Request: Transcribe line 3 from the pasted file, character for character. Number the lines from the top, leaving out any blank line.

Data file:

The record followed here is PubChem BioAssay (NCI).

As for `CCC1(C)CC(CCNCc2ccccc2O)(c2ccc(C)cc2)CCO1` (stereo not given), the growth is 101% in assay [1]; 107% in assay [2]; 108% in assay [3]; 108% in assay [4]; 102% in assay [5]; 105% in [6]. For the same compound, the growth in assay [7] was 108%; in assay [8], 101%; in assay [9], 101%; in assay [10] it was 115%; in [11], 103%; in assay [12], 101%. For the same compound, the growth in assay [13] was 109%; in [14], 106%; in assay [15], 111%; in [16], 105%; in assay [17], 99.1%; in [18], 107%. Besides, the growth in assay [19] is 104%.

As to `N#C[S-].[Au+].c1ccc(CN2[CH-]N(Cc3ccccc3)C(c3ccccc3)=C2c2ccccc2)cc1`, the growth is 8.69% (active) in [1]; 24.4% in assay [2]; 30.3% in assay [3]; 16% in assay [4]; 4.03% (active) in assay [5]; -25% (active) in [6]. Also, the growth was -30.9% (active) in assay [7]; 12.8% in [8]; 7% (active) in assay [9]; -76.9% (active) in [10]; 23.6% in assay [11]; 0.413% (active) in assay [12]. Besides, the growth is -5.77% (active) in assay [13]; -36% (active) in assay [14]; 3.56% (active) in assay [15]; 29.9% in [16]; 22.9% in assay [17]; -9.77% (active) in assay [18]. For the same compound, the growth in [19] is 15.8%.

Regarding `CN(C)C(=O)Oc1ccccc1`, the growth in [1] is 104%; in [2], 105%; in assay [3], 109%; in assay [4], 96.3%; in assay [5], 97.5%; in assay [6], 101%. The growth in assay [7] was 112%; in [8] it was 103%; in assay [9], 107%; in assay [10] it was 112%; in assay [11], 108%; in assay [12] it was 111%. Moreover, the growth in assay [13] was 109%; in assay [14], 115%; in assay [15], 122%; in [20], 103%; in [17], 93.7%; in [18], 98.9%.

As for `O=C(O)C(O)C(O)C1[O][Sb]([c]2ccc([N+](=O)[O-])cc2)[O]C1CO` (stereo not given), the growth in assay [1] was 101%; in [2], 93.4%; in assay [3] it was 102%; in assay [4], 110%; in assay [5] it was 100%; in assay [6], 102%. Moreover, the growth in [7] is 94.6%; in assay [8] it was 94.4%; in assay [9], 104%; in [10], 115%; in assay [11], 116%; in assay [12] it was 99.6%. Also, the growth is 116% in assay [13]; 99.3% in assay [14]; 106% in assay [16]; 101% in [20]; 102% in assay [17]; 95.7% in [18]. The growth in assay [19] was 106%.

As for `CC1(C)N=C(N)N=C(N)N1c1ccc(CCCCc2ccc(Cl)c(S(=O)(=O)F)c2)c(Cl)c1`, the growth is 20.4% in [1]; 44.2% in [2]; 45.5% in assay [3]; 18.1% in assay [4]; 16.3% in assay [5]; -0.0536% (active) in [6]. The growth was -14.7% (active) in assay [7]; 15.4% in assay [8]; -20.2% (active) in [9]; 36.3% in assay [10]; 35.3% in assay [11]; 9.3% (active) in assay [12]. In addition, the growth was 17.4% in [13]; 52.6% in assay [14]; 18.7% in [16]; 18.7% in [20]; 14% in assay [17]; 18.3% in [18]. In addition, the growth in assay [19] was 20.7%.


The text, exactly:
As to `N#C[S-].[Au+].c1ccc(CN2[CH-]N(Cc3ccccc3)C(c3ccccc3)=C2c2ccccc2)cc1`, the growth is 8.69% (active) in [1]; 24.4% in assay [2]; 30.3% in assay [3]; 16% in assay [4]; 4.03% (active) in assay [5]; -25% (active) in [6]. Also, the growth was -30.9% (active) in assay [7]; 12.8% in [8]; 7% (active) in assay [9]; -76.9% (active) in [10]; 23.6% in assay [11]; 0.413% (active) in assay [12]. Besides, the growth is -5.77% (active) in assay [13]; -36% (active) in assay [14]; 3.56% (active) in assay [15]; 29.9% in [16]; 22.9% in assay [17]; -9.77% (active) in assay [18]. For the same compound, the growth in [19] is 15.8%.